Current Status 

Talbot County is in the process of completing the 1A Phase of vaccine administration. 
We anticipate being able to advance to Phase 1B the week of 1/18/2021, if we receive enough vaccine to do so. 
Target recipients for phase 1B include: 
-Adults age 75 and older
-Workers in the education sector
-Workers to ensure continuity of government

Talbot County residents aged 75 and older who are interested in receiving a COVID vaccine are invited to complete this form.
THIS FORM IS NOT A REGISTRATION FOR A COVID VACCINE APPOINTMENT.
It is a vaccine interest and contact information form. Please complete this form so the Health Department can contact you with instructions on how to register for a vaccine clinic when vaccine is available.
Please complete a separate form for each person who is interested in receiving the vaccine and is 75+ years old.
What's Next? You can expect an email from the Talbot County Health Dept. confirming that your information has been received. You will additionally be contacted when vaccines become available with instructions on how to schedule an appointment to be vaccinated. Thank you. 

Talbot County residents aged 65-74 years old who are interested in receiving a COVID vaccine are invited to complete this form.
Please complete this form so the Health Department can contact you with instructions on how to register for a vaccine clinic when vaccine is available.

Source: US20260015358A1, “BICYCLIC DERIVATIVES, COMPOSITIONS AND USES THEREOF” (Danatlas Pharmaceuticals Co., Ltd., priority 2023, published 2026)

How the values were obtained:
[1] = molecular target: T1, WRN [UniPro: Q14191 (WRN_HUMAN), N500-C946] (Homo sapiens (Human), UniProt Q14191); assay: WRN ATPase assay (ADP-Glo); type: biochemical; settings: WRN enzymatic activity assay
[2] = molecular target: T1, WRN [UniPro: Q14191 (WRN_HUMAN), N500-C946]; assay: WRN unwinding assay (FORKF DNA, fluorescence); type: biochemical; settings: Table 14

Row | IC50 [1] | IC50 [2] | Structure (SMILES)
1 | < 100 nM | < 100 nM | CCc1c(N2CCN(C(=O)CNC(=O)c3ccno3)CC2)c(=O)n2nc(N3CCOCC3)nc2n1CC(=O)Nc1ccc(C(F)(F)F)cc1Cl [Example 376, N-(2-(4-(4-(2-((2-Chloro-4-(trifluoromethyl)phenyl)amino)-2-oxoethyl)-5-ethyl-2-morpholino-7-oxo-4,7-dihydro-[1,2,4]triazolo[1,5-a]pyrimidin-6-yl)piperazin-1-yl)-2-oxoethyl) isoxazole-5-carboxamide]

Please complete a separate form for each person who is interested in receiving the vaccine and is 65-74 years old. 

COVID-19 Vaccine Pre-Registration for Talbot Health Care workers?​


Talbot County is currently vaccinating healthcare workers who qualify for Phase 1A.  Healthcare workers are defined as anyone who is licensed, certified, or registered with a healthcare professional board overseen by the Maryland Department of Health (https://health.maryland.gov/Pages/boards.ASPX). 
If you are a healthcare provider, please complete the form as soon as possible, and you will be emailed a link to register for an appointment." 


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Background

In December 2020, pharmaceutical companies Pfizer and Moderna were granted Emergency Use Authorizations (EUAs) by the Federal Drug Administration (FDA) for COVID-19 vaccines.

This means the vaccine has been tested and is considered safe and effective for the general public to take.

How do they work?

Both the Pfizer and Moderna vaccines are known as mRNA vaccines. 

Messenger RNA (mRNA) vaccines help our body develop immunity against COVID-19. Immunity means that your body will quickly recognize the virus that causes COVID-19 and will protect you from getting sick. 

  • ​mRNA vaccines do not change your DNA
  • mRNA vaccines do not cause disease
  • mRNA vaccines are not weakened COVID19 viruses
The Moderna and Pfizer vaccine require 2 separate doses for it to reach full efficacy. 
  • ​The Pfizer vaccine requires doses 21 days apart.
  • The Moderna vaccine requires doses 28 days apart.

What are the differences between the Moderna Vaccine and the Pfizer Vaccine?

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Side Effects of the COVID-19 Vaccines

After getting the vaccine, some may experience side effects. These side effects are common to vaccines, are usually mild to moderate, and usually go away 1-2 days after vaccination. People may experience more side effects after Dose #2.

Side Effects May Include:

  • ​Pain, redness, or swelling at the injection site
  • Fever
  • Headache
  • Lymph node swelling
  • Joint pain
  • Fatigue
  • Muscle pain